This brings us back to Cochrane. Cochrane is a founding member of AllTrials. It has invested in building capacity to undertake and use reviews around the world. The problem is that drug companies, and the researchers in their pay, don’t play fair. They don’t register their trials, they suppress studies showing the ‘wrong result’, the selectively report outcomes in the studies they do publish, and they support ghost written articles – that is studies written by an industry consultant but published under the name of academics who are paid to allow their name on the paper to give the impression of independence.
These malpractices make it difficult for systematic reviewers to identify, assess and summarize all available relevant evidence on a particular topic. Cochrane reviews do try to make the best of a bad situation which is not of their making. Cochrane already has one of the toughest and most explicit COI policies of any scientific publisher. It does not allow industry support for reviews. Employees of companies with real or potential financial interests cannot be authors on reviews. Individuals who have received financial support from commercial sponsors with real or potential financial interests in the previous three years can only be included authors at the discretion of Cochrane’s funding arbiter if the majority of the review authors and lead author have no relevant conflicts of interests.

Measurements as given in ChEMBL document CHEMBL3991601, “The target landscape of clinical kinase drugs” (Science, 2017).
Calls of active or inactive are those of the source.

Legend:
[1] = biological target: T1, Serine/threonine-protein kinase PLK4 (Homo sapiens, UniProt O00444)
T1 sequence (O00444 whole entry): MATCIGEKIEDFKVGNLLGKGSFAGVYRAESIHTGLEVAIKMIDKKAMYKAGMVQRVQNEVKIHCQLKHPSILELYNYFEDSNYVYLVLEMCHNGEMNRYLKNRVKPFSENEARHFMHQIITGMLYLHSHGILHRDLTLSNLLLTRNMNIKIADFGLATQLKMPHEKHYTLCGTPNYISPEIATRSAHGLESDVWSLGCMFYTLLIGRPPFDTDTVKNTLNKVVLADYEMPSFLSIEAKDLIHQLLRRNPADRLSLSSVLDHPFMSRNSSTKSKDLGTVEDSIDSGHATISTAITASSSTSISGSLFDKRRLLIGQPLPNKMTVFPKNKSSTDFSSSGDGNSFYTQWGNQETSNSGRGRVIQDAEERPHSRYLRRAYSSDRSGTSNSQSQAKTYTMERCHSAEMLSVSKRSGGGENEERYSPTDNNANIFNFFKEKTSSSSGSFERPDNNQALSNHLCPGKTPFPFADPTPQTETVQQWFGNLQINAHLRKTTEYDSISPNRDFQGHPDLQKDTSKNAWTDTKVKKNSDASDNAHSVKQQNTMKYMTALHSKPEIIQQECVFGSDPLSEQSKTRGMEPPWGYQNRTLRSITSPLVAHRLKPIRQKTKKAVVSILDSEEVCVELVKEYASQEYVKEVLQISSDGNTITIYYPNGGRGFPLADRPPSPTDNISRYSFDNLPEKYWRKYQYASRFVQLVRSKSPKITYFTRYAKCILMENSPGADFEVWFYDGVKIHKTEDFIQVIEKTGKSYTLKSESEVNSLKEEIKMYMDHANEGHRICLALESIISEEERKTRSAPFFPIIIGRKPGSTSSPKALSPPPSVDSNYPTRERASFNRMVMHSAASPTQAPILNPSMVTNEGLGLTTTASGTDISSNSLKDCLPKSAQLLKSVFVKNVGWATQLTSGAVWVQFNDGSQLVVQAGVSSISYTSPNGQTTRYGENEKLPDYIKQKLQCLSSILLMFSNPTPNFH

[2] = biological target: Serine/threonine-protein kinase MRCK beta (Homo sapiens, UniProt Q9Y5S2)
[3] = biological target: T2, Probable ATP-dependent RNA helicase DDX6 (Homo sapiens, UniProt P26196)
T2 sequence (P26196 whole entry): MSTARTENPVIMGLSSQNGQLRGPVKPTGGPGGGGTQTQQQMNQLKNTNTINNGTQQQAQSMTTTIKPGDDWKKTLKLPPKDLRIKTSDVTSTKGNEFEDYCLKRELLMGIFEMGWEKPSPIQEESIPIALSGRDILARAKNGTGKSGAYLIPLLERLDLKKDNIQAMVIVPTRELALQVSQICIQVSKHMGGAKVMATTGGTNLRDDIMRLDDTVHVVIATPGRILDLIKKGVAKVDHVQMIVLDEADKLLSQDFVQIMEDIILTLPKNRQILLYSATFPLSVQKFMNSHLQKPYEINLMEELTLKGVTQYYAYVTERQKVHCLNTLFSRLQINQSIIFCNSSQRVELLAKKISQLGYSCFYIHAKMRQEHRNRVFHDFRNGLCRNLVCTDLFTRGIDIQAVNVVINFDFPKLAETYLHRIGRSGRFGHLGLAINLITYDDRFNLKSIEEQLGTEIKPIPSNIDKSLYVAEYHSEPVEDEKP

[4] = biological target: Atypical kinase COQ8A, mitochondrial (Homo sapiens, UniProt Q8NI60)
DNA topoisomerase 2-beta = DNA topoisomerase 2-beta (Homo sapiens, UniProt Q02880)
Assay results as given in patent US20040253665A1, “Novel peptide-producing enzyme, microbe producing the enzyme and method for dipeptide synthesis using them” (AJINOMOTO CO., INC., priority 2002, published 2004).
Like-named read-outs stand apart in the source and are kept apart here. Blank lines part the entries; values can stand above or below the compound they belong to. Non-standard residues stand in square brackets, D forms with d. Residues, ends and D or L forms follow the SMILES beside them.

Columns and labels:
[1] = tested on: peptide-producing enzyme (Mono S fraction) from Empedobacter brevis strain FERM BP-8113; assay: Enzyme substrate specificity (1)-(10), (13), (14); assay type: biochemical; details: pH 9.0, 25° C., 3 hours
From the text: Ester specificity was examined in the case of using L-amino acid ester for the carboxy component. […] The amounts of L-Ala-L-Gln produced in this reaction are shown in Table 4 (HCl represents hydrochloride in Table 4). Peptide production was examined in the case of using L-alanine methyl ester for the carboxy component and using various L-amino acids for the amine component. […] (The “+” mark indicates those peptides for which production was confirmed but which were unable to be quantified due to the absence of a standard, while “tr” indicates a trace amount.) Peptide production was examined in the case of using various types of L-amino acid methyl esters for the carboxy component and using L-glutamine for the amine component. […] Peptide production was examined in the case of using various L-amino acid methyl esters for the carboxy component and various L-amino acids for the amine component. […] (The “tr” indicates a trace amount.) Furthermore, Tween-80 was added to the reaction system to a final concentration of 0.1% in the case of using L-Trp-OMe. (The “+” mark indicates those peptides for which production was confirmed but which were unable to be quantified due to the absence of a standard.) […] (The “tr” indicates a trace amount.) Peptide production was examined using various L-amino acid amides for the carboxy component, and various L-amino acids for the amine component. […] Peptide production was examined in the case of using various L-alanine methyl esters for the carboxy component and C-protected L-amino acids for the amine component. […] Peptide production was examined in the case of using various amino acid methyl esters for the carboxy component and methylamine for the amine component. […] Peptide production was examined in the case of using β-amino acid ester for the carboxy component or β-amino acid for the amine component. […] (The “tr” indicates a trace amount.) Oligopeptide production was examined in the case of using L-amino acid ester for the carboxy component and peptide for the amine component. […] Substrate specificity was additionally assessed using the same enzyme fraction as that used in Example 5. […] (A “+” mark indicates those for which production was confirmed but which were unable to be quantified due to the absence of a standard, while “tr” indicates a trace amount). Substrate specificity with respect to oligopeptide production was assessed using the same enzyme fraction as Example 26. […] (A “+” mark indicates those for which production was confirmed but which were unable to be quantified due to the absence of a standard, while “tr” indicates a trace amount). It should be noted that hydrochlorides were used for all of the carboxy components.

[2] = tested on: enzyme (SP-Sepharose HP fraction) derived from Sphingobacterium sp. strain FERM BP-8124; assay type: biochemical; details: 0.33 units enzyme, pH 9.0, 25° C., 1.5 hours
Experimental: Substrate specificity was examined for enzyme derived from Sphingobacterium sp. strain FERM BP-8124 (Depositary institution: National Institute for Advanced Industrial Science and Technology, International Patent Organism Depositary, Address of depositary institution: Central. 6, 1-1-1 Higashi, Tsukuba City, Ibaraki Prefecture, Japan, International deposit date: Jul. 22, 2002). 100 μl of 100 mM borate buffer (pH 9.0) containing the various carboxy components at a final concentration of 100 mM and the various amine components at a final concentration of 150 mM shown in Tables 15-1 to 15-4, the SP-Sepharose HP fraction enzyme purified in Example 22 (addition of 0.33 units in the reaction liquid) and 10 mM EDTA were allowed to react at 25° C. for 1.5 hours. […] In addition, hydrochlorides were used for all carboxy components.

Both Campbell and Cochrane reviews analyse if there is publication bias by testing for ‘missing studies’ with no effects (and a work in progress on a methods paper for Campbell finds that non-Cochrane/Campbell reviews don’t do this). The risk of bias assessment in Cochrane reviews assesses outcome reporting bias.
What more can be done
So the question is should they do more? The more they might do concerns both the treatment of potentially conflicted studies in Cochrane reviews, and dealing with conflict of interest amongst review authors.
On the first of these issues: Should they not include studies with no published protocol? Should they exclude ghost-written articles? Should they exclude studies for which the data are not in the public domain? Should they exclude studies in which the author had a conflict of interest? The answer to all these questions is no.